FAO organized a review meeting on achievements of USAID support program in detection, prevention and containment of HPAI H5N1 in Nepal. The program was launched between 2006-2014.
Presided over by Dr K P Premy, Director-General of the Department of Livestock Services (DLS), Dr D R Ratala, Chairperson of Nepal Veterinary Council (NVC) and Nabin Hada, Project Development Specialist of USAID delivered the key note speeches in the meeting while Binod Saha, Assistant Representative of FAO Country Office, welcomed the participants of the meeting.
“In the technical session of the meeting, Dr. V C Jha, Program Director of the Directorate of Animal Health under DLS, made presentation on Updates on Highly Pathogenic Avian Influenza (HPAI) situation, emerging issues and gaps envisaged in control and containment of HPAI and other zoonotic influenza in Nepal,” said the press release issued by FAO.
Dr Baikuntha Parajuli, National Project Director, Emergency Centre for Transboundary Animal Diseases (ECTAD), FAO Nepal presented a paper on Project’s support activities in HPAI control and containment during the period spanning from 2006 AD to 2014 AD.
Dr Ratala, Dr Samjhana Kafle, Chief of Central Veterinary Laboratory, Narayan Sharma, Senior Livestock Development of Officers at DLS and Dr Umesh Dahal, Senior Veterinary Officers at DLS, commented on the papers presented by Dr Jha and Dr Parajuli. Dr Bishnu Adhikari was moderator of the session.
In the technical sessions, the experts discussed the various aspects of preparedness to respond to the threats of Highly Pathogenic Avian Influenza (HPAI) in Nepal.
After the emergence of Highly Pathogenic Avian Influenza (HPAI) in Southeast Asia in 2003, Nepal started to recognize the threat posed by the disease. This was later followed by the need for high alert in the country as India reported its first HPAI cases in February 2006. The existence of open cross-border trade between India and Nepal further made the country more vulnerable. In addition, Nepal is located in major flyways of migratory birds. Given these situations, a possible threat of HPAI outbreak was looming ahead which could have disrupted the growing poultry industry in the country.
Nepal introduced some preparedness measures such as setting up of basic diagnostic and surveillance facilities, launching of awareness raising activities, formulation of contingency plan to cope with the threat.
Nepal initially benefitted to some extent by a regional FAO Technical Cooperation Project (TCP) on strengthening surveillance networks and laboratory diagnostic capacity and prevention of HPAI which was implemented by South Asian Association for Regional Cooperation (SAARC) in 2005. The project supported in the strengthening of technical capacities of Department of Livestock Services (DLS) through trainings and workshops on epidemiology and laboratory techniques and formulation of a ‘National Avian Influenza Pandemic preparedness and Response Plan’. This plan was further assisted by the World Banks’s Human Influenza Trust Fund (AHF) for the extension of technical assistance throughout the country.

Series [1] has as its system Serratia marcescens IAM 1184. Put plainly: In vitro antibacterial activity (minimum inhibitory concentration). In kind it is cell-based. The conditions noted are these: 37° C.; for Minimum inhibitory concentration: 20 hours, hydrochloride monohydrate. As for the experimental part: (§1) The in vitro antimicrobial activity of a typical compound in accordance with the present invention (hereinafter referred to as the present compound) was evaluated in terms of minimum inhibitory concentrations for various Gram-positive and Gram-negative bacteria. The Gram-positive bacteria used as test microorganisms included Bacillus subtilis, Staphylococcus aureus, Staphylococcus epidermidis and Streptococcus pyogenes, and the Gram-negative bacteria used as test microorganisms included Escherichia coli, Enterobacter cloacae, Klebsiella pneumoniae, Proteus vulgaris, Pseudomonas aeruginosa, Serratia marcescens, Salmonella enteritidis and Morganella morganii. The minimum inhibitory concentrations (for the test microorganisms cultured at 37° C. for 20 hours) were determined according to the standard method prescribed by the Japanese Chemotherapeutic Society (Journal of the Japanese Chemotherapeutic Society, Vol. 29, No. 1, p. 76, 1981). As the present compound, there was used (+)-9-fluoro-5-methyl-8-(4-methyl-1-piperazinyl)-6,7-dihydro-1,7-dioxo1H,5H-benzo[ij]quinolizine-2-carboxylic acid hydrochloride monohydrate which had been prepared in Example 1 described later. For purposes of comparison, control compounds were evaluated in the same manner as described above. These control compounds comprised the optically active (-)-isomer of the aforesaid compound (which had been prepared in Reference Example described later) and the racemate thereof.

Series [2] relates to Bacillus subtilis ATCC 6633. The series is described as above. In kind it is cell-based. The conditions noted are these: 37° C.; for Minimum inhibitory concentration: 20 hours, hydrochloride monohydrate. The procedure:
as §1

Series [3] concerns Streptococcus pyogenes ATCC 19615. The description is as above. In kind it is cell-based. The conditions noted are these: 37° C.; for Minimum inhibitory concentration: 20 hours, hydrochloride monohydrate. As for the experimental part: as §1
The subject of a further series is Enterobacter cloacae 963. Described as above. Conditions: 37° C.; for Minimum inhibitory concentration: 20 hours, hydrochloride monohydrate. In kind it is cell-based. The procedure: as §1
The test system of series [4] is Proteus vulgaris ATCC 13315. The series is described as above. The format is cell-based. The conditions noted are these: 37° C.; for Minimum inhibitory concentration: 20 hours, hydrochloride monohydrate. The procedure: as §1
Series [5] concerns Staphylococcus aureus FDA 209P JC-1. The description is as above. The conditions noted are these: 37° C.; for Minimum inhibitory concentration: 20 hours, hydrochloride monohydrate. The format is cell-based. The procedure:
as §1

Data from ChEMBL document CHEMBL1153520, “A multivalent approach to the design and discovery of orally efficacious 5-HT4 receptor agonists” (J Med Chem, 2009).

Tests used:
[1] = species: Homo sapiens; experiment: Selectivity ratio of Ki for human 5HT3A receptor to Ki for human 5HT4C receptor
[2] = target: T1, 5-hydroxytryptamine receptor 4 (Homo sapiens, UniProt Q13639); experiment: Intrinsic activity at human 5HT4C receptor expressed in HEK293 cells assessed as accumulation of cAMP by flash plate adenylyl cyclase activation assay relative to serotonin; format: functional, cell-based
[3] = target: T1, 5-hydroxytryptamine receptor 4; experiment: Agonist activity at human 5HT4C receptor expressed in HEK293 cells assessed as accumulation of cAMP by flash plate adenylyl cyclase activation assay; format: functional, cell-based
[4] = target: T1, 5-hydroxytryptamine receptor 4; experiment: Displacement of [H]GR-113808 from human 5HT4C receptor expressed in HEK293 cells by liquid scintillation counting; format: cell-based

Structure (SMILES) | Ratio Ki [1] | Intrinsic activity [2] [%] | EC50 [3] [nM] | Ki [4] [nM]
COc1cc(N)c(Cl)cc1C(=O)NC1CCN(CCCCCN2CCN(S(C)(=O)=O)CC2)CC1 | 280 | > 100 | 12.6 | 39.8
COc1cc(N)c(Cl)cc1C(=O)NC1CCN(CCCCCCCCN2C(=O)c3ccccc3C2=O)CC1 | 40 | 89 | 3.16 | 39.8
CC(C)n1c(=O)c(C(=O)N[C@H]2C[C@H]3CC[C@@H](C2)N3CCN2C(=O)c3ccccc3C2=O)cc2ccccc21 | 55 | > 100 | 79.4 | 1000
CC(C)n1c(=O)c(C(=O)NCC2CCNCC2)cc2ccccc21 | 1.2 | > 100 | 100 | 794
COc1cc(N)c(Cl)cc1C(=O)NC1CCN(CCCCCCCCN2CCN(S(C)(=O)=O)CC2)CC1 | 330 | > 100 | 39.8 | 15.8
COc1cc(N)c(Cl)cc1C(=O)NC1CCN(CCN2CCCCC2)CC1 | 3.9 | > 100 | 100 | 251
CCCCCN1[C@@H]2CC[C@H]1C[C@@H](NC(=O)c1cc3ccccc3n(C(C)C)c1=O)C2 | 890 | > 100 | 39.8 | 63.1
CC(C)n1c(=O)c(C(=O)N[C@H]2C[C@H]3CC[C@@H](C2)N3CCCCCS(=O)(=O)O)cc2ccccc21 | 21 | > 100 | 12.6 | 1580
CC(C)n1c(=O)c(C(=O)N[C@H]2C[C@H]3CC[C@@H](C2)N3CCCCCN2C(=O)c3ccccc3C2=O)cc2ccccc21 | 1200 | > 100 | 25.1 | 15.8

The first financial contribution targeted to HPAI was received by Nepal from the Government of United States of America (USA) through its United States Development Agency (USAID) from July 2006. The fund was received through Food and Agriculture Organization (FAO) under the project OSRO/RAS/605/USA baby03 entitled ‘Immediate Technical Assistance to Strengthen Emergency Preparedness for Highly pathogenic Avian Influenza in Nepal’. Following the agreement between FAO and USDA, the project received additional funding over these years.
The project completed its 8th year in March 2014. During the implementation phases, the country experienced few to multiple HPAI outbreaks each year. This caused huge losses in the poultry sector. However, every outbreak was successfully tackled and controlled by the DLS, Nepal. The project worked very closely with the DLS and supported in the strengthening of the emergency preparedness as per the need of the time. The assistance ranged from logistic to technical including training, surveillance and laboratory diagnosis of HPAI.
This review meeting was a recollection of the project activities and aims to judge how best it could address the need of the country and at the same time to summarize the lessons learned over the years. These lessons will certainly guide and pave the way for the planning of future strategy to keep HPAI out of the country.
40 experts representing DLS, NVC, Nepal Poultry Association, District Livestock Services Officers, National Avian Laboratory, Livestock Training and Extension Directorate, Livestock Production Directorate, USAID and FAO participated in the review meeting.